Prosecutor won’t refile case stemming from Greitens’ affair
ST. LOUIS (AP) — A special prosecutor investigating former Missouri Gov. Eric Greitens said Friday that she believed a woman’s claim that Greitens took an unauthorized and compromising photo during an extramarital affair but that but there wasn’t enough evidence to merit a criminal charge.
Jackson County prosecutor Jean Peters Baker declined to refile a felony invasion of privacy charge against Greitens, who resigned last week.
A St. Louis grand jury indicted Greitens in February, accusing him of taking a photo of the woman during a March 2015 sexual encounter without her permission while she was blindfolded, bound at the hands and at least partially nude. But St. Louis Circuit Attorney Kim Gardner abruptly dropped the charge last month after a judge said Greitens’ attorneys could call Gardner as a witness, and Baker was later appointed to look into the case.
“I believe her statements about being photographed are true,” Baker said. But without proof of the photograph, the full weight of the case would have rested with the woman, who didn’t want to go it alone, Baker said.
“In the words of this victim, quote, ’My heart just can’t bear it,” Baker said at a sometimes emotional news conference in Kansas City. “That statement still weighs heavily on me.”
Greitens’ attorney Jim Martin said in a statement that defense lawyers “agree with the prosecution that there was not sufficient evidence to file any charges.”
The invasion of privacy case was among many problems the Republican governor faced. He also was accused of illegally using a donor list from a charity he founded to raise money for his campaign. That charge was dropped in exchange for Greitens’ resignation, which came as legislators were meeting in special session to consider possible impeachment.
Records provided Friday to The Associated Press show that attorneys who represented Greitens’ office against the legislative investigation billed the state more than $153,000. The Office of Administration said it is reviewing the payment request.
Earlier this week, the House dropped a request that a judge enforce its subpoena for records relating to any coordination between Greitens, his campaign committee and a secretive nonprofit called A New Missouri that has supported Greitens’ agenda.
Still pending is a complaint to the Missouri Ethics Commission alleging Greitens’ filed false reports related to the donor list from The Mission Continues, the St. Louis-based veterans charity he founded. It’s also possible that a federal investigation is ongoing; the chairman of the House investigatory committee has said he spoke with the FBI this year about issues related to Greitens’ political fundraising.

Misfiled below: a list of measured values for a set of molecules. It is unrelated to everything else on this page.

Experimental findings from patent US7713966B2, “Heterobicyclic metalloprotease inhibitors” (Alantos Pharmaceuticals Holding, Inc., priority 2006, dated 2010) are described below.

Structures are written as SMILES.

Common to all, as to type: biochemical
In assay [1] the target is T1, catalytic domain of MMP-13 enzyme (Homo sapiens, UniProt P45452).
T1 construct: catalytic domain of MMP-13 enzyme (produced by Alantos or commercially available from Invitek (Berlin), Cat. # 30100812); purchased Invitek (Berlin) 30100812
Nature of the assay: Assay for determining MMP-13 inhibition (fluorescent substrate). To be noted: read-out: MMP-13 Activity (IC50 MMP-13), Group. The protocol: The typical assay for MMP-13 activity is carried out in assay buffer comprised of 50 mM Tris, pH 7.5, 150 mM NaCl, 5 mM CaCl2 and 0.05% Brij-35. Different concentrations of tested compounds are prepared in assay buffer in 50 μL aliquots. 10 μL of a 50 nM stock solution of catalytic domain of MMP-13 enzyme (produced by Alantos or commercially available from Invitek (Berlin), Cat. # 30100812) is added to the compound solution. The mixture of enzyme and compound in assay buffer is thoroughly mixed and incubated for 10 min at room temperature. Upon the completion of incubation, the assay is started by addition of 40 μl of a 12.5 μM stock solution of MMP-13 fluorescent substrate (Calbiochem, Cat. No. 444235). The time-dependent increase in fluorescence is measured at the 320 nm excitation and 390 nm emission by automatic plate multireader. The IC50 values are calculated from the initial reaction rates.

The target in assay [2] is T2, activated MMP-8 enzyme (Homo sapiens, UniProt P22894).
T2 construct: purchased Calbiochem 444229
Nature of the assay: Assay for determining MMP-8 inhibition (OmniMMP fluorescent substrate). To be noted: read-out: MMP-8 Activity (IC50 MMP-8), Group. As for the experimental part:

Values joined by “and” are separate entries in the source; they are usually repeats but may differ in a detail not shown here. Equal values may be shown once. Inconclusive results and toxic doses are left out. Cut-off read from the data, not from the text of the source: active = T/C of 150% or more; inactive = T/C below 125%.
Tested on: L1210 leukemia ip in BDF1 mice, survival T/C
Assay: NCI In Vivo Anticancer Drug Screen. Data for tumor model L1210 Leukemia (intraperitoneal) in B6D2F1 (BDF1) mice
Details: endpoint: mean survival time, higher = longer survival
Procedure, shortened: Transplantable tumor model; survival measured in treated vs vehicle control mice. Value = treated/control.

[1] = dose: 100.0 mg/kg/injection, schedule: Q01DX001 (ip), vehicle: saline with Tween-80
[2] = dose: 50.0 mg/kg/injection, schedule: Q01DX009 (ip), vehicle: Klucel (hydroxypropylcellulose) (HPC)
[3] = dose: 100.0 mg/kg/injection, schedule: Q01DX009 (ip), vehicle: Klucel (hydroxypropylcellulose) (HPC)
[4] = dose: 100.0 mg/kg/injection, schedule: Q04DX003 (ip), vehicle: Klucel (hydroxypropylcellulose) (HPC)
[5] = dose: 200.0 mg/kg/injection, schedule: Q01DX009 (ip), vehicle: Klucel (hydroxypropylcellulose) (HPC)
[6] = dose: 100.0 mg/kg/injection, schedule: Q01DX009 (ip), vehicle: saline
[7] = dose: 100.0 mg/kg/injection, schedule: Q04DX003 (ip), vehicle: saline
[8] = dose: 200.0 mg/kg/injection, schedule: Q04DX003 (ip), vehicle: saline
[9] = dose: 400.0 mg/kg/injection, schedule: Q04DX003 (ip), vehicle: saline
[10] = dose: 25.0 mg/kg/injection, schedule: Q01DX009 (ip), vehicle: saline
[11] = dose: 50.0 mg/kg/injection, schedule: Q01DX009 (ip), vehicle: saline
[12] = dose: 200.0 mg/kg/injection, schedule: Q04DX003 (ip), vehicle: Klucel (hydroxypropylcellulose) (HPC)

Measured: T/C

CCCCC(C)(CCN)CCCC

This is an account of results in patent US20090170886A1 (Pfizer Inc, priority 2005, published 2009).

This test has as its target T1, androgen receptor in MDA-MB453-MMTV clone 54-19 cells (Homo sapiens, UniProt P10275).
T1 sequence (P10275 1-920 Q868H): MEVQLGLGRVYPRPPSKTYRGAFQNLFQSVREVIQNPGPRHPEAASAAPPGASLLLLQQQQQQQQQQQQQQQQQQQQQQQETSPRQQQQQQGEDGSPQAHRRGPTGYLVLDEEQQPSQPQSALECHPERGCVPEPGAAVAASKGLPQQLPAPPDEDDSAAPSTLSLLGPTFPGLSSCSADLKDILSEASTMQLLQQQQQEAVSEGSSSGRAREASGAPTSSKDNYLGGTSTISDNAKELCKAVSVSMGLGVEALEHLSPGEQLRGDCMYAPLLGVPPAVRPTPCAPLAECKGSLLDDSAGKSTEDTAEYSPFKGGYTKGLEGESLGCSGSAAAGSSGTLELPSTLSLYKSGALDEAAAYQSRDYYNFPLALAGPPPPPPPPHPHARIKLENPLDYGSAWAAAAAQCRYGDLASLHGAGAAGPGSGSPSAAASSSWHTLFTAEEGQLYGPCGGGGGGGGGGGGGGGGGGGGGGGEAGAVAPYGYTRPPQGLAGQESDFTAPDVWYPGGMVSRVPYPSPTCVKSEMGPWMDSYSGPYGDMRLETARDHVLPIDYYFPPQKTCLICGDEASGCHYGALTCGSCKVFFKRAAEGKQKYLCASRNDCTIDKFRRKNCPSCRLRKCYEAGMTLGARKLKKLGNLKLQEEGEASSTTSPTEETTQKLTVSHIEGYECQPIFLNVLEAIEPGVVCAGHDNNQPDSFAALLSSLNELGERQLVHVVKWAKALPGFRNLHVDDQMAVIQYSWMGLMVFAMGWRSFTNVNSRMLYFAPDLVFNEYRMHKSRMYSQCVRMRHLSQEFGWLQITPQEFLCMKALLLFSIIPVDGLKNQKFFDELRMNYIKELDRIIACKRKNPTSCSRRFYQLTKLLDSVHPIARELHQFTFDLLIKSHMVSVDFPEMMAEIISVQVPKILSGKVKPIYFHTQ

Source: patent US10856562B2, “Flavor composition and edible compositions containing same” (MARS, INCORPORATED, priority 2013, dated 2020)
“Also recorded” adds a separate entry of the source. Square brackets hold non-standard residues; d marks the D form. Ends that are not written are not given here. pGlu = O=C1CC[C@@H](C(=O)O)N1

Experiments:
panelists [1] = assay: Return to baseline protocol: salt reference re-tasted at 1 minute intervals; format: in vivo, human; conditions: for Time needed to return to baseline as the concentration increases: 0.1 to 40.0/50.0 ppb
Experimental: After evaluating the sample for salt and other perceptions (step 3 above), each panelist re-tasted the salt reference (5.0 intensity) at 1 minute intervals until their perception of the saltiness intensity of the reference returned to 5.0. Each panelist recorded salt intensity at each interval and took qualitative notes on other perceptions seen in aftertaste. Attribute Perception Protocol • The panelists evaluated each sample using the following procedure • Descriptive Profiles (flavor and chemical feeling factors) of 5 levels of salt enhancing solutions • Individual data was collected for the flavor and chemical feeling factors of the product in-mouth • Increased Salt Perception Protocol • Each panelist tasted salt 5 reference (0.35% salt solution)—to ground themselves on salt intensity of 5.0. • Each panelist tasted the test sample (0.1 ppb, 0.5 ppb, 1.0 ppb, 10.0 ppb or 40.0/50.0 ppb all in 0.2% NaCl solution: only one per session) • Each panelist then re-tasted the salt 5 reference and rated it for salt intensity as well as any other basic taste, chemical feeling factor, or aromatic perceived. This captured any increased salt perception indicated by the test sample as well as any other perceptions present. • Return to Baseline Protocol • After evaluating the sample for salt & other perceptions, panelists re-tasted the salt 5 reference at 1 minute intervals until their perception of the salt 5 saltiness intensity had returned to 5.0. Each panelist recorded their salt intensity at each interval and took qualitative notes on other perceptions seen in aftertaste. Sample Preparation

Greitens’ troubles began in January when St. Louis TV station KMOV reported that the governor had an affair in 2015 with his hairdresser and played a conversation secretly recorded by her husband in which she discussed the alleged photo. Greitens admitted to the affair shortly after the TV report, but denied criminal wrongdoing. Officials have not released the woman’s name.
She testified to a special Missouri House committee that Greitens threatened to disseminate the photo if she spoke of their encounter but later told her he had deleted it. Greitens has repeatedly declined to answer media questions about whether he took the photo.
“If you don’t have the photograph, it’s hard to get the conviction,” said Ben Trachtenberg, an associate law professor at the University of Missouri who teaches courses on evidence and criminal procedure.
Greteins’ attorneys had argued that Gardner, a Democrat, was politically motivated in her prosecution of him. They also contended that a private investigator she hired for the case committed perjury and withheld evidence, which is why they sought to question her under oath.
Scott Simpson, the attorney for the woman, said in a statement that he and his client “hope other women in similar situations are not discouraged by this process.” The statement said “the most intimate” details of the woman’s life “were made public by a vengeful ex-husband and a second man willing to spend millions of dollars spreading lies about her in an effort to save his political career.” A Greitens’ public relations consultant has said Greitens had accumulated a couple million dollars in bills.
Baker, a Democrat, said the woman was put through repeated depositions and interviews by Greitens’ attorneys. She read some of their questions: “Who did your boobs?” ″Are your nipples pierced?” ″Are you a liar?”
The House committee’s report in April also included the woman’s testimony alleging Greitens had restrained, slapped, shoved, threatened and belittled her during a series of sexual encounters that at times left her crying and afraid. Greitens denied any violence.
Associated Press reporters David A. Lieb and Summer Ballentine contributed from Jefferson City.